I had heard of Pat Martino - but only his interesting life story. To quote Wikipedia
Martino was born Pat Azzara in South Philadelphia. He began playing professionally at age 15. Martino played and recorded early in his career with musicians such as Willis Jackson and Eric Kloss. He also worked with many jazz organists, such as Charles Earland, Jack McDuff, Trudy Pitts, Jimmy Smith, Gene Ludwig, Don Patterson, Richard "Groove" Holmes. Throughout the 1960s and 1970s, Martino made many recordings as a sideman and also under his own name.
In 1980, Martino underwent surgery as the result of a nearly fatal brain aneurysm. The surgery left him with amnesia, leaving him, among other things, without any memory of the guitar and his musical career. With the help of friends, computers, and his old recordings, Martino made a recovery, and learned to play the guitar again.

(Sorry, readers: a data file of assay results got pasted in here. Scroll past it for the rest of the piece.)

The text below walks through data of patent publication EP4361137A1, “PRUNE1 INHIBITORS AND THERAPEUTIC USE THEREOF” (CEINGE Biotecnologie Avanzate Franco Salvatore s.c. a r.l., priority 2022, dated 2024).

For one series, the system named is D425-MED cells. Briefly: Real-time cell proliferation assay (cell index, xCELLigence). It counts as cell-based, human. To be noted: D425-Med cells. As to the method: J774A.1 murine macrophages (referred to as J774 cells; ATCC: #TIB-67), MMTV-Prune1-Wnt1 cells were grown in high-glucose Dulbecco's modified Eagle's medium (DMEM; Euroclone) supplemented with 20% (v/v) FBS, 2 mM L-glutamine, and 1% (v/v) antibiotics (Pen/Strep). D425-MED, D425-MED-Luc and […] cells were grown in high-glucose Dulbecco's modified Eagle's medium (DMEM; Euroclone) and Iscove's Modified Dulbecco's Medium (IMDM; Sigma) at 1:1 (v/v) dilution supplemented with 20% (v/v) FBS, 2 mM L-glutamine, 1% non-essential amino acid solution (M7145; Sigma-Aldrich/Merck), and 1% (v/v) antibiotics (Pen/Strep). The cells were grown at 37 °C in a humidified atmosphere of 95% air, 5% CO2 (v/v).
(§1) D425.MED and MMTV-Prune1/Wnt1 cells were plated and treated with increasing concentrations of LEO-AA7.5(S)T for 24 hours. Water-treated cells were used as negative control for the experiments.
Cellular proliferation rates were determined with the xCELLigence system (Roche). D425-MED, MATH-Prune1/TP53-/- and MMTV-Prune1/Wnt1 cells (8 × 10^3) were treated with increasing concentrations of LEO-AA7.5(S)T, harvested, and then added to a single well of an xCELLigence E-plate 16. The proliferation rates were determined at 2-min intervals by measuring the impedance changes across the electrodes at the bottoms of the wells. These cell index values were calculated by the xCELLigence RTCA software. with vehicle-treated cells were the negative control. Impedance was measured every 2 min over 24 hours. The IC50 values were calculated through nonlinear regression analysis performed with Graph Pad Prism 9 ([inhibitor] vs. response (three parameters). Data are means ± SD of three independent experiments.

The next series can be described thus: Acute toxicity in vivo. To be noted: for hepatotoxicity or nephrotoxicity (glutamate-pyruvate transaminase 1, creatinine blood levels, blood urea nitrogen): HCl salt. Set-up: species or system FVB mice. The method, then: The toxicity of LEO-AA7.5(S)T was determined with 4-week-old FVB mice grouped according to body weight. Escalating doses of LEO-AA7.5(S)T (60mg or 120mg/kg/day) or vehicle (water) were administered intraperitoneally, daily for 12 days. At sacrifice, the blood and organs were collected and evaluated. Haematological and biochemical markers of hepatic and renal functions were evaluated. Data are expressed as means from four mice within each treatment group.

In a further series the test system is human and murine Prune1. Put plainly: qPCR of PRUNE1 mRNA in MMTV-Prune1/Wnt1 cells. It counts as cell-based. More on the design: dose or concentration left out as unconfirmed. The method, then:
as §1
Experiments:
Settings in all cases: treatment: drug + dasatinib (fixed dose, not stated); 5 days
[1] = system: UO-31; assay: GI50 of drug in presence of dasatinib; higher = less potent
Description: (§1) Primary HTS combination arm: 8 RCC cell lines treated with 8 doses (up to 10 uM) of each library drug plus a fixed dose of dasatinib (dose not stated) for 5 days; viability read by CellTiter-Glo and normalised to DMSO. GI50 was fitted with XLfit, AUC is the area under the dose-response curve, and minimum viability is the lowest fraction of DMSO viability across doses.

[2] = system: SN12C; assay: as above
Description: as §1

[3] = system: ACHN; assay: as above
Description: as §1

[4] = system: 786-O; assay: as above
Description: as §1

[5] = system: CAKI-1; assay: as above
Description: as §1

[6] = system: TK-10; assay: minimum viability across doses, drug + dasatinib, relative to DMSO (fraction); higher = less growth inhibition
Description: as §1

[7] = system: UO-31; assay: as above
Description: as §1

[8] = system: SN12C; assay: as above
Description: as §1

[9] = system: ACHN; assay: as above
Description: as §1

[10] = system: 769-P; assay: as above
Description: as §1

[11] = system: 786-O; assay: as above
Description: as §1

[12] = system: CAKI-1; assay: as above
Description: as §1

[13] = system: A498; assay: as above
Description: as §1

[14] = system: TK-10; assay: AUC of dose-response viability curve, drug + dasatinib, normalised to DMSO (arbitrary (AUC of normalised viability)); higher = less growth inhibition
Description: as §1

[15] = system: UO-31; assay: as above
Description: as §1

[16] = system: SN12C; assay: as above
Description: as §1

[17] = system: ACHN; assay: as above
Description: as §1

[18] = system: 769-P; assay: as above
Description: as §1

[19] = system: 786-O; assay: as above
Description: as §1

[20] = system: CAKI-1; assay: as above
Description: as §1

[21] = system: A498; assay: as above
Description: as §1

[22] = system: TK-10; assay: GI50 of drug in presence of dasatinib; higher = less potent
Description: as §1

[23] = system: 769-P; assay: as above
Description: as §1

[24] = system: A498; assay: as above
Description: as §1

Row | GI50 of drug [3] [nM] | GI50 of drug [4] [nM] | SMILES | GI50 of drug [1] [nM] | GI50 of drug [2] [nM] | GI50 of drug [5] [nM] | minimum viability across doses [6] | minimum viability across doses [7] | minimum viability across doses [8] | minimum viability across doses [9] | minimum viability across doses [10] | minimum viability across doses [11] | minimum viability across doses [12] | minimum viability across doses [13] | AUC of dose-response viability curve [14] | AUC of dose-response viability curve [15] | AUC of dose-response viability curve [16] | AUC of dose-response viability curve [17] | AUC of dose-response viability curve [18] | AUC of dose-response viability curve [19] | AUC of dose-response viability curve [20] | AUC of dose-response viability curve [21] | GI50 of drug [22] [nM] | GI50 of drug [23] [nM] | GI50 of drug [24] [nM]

Pat's second guitar career is interesting as he evolved a unique system for exploring the fretboard harmonically. You can read about Pat's playing at his site www.patmartino.com - I found particularly fascinating the Sacred Geometry / Simplifying the fretboard with Pat Martino article (available under Articles/Reviews or directly linked here).
A quick scan of Pat Martino videos on Youtube reveals mostly machine-gun fast Jazz lines and less of the Chord Melody stuff I'm interested in at the moment. His harmononic system is so frequently referenced, however, that I'm planning on visiting it once I finish Conti's stuff.